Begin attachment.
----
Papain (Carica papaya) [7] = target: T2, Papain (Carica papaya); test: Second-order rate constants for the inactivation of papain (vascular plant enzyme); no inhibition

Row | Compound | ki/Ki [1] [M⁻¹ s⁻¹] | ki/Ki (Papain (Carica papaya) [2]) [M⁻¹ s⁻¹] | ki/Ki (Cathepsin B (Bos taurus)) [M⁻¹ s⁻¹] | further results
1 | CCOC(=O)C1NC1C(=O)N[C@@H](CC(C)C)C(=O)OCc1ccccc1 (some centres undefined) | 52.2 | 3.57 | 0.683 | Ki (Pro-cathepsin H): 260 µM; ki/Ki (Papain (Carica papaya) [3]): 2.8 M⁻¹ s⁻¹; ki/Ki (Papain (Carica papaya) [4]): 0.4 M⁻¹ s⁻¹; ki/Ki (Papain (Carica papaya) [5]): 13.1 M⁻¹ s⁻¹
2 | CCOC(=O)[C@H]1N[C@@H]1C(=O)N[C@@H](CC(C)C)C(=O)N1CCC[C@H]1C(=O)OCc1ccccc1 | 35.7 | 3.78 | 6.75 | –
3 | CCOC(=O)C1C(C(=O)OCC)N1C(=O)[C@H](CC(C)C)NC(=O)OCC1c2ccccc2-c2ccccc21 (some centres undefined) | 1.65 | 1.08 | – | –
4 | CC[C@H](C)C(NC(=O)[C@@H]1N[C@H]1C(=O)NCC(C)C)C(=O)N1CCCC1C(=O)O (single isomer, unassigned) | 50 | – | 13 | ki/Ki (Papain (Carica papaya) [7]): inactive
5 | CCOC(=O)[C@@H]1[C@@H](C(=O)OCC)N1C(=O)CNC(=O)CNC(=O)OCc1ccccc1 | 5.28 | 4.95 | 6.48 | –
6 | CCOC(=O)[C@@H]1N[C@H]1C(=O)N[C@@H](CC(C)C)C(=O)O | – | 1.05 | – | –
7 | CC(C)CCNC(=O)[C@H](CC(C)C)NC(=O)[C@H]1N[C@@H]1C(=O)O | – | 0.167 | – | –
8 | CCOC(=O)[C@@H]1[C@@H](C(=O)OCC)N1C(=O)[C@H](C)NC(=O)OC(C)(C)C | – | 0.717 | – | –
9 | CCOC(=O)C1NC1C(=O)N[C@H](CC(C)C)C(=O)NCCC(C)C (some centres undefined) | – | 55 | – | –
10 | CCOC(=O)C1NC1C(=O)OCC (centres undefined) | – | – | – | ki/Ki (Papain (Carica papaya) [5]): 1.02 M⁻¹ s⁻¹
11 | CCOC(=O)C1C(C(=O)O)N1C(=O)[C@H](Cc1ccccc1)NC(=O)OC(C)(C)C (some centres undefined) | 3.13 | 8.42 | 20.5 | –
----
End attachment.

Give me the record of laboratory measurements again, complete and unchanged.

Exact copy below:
Papain (Carica papaya) [7] = target: T2, Papain (Carica papaya); test: Second-order rate constants for the inactivation of papain (vascular plant enzyme); no inhibition

Row | Compound | ki/Ki [1] [M⁻¹ s⁻¹] | ki/Ki (Papain (Carica papaya) [2]) [M⁻¹ s⁻¹] | ki/Ki (Cathepsin B (Bos taurus)) [M⁻¹ s⁻¹] | further results
1 | CCOC(=O)C1NC1C(=O)N[C@@H](CC(C)C)C(=O)OCc1ccccc1 (some centres undefined) | 52.2 | 3.57 | 0.683 | Ki (Pro-cathepsin H): 260 µM; ki/Ki (Papain (Carica papaya) [3]): 2.8 M⁻¹ s⁻¹; ki/Ki (Papain (Carica papaya) [4]): 0.4 M⁻¹ s⁻¹; ki/Ki (Papain (Carica papaya) [5]): 13.1 M⁻¹ s⁻¹
2 | CCOC(=O)[C@H]1N[C@@H]1C(=O)N[C@@H](CC(C)C)C(=O)N1CCC[C@H]1C(=O)OCc1ccccc1 | 35.7 | 3.78 | 6.75 | –
3 | CCOC(=O)C1C(C(=O)OCC)N1C(=O)[C@H](CC(C)C)NC(=O)OCC1c2ccccc2-c2ccccc21 (some centres undefined) | 1.65 | 1.08 | – | –
4 | CC[C@H](C)C(NC(=O)[C@@H]1N[C@H]1C(=O)NCC(C)C)C(=O)N1CCCC1C(=O)O (single isomer, unassigned) | 50 | – | 13 | ki/Ki (Papain (Carica papaya) [7]): inactive
5 | CCOC(=O)[C@@H]1[C@@H](C(=O)OCC)N1C(=O)CNC(=O)CNC(=O)OCc1ccccc1 | 5.28 | 4.95 | 6.48 | –
6 | CCOC(=O)[C@@H]1N[C@H]1C(=O)N[C@@H](CC(C)C)C(=O)O | – | 1.05 | – | –
7 | CC(C)CCNC(=O)[C@H](CC(C)C)NC(=O)[C@H]1N[C@@H]1C(=O)O | – | 0.167 | – | –
8 | CCOC(=O)[C@@H]1[C@@H](C(=O)OCC)N1C(=O)[C@H](C)NC(=O)OC(C)(C)C | – | 0.717 | – | –
9 | CCOC(=O)C1NC1C(=O)N[C@H](CC(C)C)C(=O)NCCC(C)C (some centres undefined) | – | 55 | – | –
10 | CCOC(=O)C1NC1C(=O)OCC (centres undefined) | – | – | – | ki/Ki (Papain (Carica papaya) [5]): 1.02 M⁻¹ s⁻¹
11 | CCOC(=O)C1C(C(=O)O)N1C(=O)[C@H](Cc1ccccc1)NC(=O)OC(C)(C)C (some centres undefined) | 3.13 | 8.42 | 20.5 | –